As I was saying yesterday, my thing for sugar happened somewhere way back. Could it have anything to do with an incident that took place when I was hiked up on my father’s shoulder at a Buck Owens concert when I was a very small child? Buck Owens himself (brace yourself: of Hee Haw fame) came over to us and gave a little shake to my white patent leather shoe: “Hey there Sugar Shoes!” he said in his long southern drawl. The name stuck. I like to think sugar-love is in my genes, right there along with the kibbe and za’atar. One of my grandmothers, Alice Abowd, loved cake decorating with a passion, and finally found time to take it up later in life. Her hands were so arthritic, my mom says, that she could hardly squeeze the piping bag. But she did do it, and made what to me was the most beautiful cake I’d ever seen (next to the Necco house cake) for my brother Chris’s First Communion.
That must have been the moment I started studying the piping pages of Betty Crocker, dreaming of the cakes I would someday decorate. My mother has kept many nostalgic treasures from her mother—the diamond lavalier, the set of rose china and the blue china we use in Harbor Springs (she received the china from the bank where she opened an account…), the black plush velvet cape from my grandmother’s winter wedding. The best of the stash, though, is Grandma Abowd’s set of cake decorating tools. I absconded with them from my mom’s kitchen long ago, and I’ve had them with me in Chicago, in San Francisco, and now up north, knowing that my time would come to use them and until then just enjoying their presence on my pantry shelf.
The time did come last week, when I put Grandma’s kit to use for the first time to pipe the wedding cake sugar cookies I’d determined to make for the bridal shower for my brother’s fiance. I decided I ought to plan out my designs, drawing some ideas and then practicing on waxed paper. As I changed out the tiny-holed tips, I found it impossible to clean the icing from them. I ran over to the kit and saw two small pipe cleaner-like brushes…so thaaaaat’s what those are for, I thought. They worked great, even after a 40-year hiatus.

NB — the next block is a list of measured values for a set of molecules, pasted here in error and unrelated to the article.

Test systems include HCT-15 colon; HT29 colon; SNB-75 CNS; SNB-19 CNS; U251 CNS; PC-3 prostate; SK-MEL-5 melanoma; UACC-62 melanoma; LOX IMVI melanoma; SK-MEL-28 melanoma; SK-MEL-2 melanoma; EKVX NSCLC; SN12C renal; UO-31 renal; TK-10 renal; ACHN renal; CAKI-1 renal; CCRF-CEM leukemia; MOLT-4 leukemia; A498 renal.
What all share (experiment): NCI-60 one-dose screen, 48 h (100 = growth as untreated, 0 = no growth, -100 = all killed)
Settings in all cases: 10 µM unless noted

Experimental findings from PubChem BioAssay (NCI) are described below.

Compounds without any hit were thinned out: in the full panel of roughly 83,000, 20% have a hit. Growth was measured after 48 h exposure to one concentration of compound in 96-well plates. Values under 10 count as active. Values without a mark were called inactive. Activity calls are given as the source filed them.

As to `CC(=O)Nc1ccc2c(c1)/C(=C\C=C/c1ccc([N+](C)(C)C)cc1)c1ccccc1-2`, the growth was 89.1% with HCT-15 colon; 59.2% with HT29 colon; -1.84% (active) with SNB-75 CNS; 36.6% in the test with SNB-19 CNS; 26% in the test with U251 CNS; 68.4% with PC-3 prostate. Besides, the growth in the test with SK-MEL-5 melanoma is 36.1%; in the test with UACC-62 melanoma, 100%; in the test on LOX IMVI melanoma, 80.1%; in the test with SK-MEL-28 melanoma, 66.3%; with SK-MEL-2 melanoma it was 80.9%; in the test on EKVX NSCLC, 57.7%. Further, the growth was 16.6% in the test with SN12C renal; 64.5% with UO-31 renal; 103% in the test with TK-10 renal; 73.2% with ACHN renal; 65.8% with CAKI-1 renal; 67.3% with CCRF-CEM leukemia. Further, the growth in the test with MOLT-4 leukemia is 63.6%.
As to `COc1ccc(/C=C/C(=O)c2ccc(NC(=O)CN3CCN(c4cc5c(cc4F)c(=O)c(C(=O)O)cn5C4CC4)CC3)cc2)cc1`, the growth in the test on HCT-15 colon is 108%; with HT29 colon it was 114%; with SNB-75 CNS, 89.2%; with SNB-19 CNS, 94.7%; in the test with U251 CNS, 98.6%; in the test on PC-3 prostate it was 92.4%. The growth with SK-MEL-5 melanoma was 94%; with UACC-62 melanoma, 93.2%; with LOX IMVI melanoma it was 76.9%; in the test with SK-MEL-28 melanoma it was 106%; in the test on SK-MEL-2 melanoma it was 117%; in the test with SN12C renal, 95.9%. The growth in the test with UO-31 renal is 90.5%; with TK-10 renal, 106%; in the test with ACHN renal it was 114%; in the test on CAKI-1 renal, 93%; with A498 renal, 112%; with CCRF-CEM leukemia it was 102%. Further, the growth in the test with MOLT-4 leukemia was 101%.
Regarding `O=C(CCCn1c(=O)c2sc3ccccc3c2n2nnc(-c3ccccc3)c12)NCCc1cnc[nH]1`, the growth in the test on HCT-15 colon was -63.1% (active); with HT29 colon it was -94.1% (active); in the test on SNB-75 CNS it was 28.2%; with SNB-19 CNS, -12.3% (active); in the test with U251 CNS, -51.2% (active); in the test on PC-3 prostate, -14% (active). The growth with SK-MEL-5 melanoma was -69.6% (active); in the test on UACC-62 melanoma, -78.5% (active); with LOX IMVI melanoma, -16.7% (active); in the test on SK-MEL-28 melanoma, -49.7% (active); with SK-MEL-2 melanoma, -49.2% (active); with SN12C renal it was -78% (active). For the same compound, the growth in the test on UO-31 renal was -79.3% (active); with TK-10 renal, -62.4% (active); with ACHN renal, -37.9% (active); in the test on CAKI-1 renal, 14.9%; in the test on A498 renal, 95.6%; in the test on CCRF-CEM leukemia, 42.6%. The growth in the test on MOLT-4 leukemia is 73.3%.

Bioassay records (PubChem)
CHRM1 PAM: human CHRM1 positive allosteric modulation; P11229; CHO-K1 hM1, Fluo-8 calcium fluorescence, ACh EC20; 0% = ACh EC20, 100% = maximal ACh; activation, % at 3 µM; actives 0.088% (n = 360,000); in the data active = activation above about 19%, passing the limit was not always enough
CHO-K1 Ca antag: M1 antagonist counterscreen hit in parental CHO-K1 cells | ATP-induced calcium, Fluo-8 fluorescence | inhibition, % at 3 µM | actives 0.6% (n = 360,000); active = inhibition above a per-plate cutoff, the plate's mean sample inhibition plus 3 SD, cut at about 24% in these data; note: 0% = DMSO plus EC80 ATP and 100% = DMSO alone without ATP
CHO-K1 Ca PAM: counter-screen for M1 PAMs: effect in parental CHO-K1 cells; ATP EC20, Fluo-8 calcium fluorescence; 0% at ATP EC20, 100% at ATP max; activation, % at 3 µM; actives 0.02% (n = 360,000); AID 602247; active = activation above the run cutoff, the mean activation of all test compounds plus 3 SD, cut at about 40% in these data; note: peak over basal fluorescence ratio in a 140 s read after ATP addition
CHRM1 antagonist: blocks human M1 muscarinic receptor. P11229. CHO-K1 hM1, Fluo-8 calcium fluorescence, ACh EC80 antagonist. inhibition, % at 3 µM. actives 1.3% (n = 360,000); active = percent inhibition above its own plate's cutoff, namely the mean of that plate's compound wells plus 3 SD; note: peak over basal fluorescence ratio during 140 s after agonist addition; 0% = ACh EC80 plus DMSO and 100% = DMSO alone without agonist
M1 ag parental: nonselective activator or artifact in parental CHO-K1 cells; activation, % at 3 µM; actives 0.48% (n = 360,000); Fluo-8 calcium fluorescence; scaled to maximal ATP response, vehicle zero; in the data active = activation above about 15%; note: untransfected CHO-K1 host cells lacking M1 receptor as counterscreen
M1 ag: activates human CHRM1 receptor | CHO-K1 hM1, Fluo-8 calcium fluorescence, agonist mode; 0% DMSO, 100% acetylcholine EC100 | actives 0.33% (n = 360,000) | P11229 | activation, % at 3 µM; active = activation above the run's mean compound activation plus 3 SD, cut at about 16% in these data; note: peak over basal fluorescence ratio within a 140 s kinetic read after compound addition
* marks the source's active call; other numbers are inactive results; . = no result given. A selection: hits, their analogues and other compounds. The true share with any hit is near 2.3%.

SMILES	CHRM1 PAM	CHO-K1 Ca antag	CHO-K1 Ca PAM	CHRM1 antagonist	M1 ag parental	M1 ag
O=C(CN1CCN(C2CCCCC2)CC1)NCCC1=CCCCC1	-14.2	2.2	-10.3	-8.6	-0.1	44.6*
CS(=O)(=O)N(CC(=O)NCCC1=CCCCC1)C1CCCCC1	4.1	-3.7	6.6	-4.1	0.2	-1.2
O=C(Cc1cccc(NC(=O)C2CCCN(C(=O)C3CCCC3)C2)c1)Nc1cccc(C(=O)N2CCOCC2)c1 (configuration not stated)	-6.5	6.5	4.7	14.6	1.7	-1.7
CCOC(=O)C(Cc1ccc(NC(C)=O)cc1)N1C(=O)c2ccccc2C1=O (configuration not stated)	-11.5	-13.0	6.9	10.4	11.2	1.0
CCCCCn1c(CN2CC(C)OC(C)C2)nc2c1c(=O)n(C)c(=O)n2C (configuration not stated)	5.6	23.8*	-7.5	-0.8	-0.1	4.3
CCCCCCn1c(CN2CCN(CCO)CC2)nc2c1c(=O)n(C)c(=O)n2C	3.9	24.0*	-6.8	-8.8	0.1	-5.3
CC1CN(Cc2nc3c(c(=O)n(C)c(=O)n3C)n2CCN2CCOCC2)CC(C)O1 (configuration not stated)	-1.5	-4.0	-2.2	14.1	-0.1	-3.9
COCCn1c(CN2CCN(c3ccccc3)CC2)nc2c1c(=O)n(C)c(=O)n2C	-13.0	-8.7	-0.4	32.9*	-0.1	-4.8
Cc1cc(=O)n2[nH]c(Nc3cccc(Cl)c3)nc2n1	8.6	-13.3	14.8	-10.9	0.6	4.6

That’s when it hit me that what I was doing was much more than just satisfying a creative urge. After all, I could have done lots of other things, including, as my mom suggested, buying some chocolates for everyone and putting them in nice little boxes and calling it a day. What I was doing was akin to what I do when I write stories, or when I interview my elders about what went on back in the day with all of the people I didn’t get to know first-hand: I see the way the piping, or the story, or the photo, can be so beautiful, and I want to recreate it and experience the pleasure of creating something beautiful myself. The piping led me to the kit, which led me to conversations with my mother about Grandma’s enormous creativity, which led me to memories of cookbooks and cakes and photos in the old family albums, which led me to this page where I wanted to capture it, and share it with you. “There are a thousand thoughts lying within a man that he does not know till he takes up a pen to write” (that’s Thackeray). It’s true of writing, but I think we could exchange “taking up a pen to write” with “taking up a bag to pipe”…or even better, “taking up a kitchen to cook.”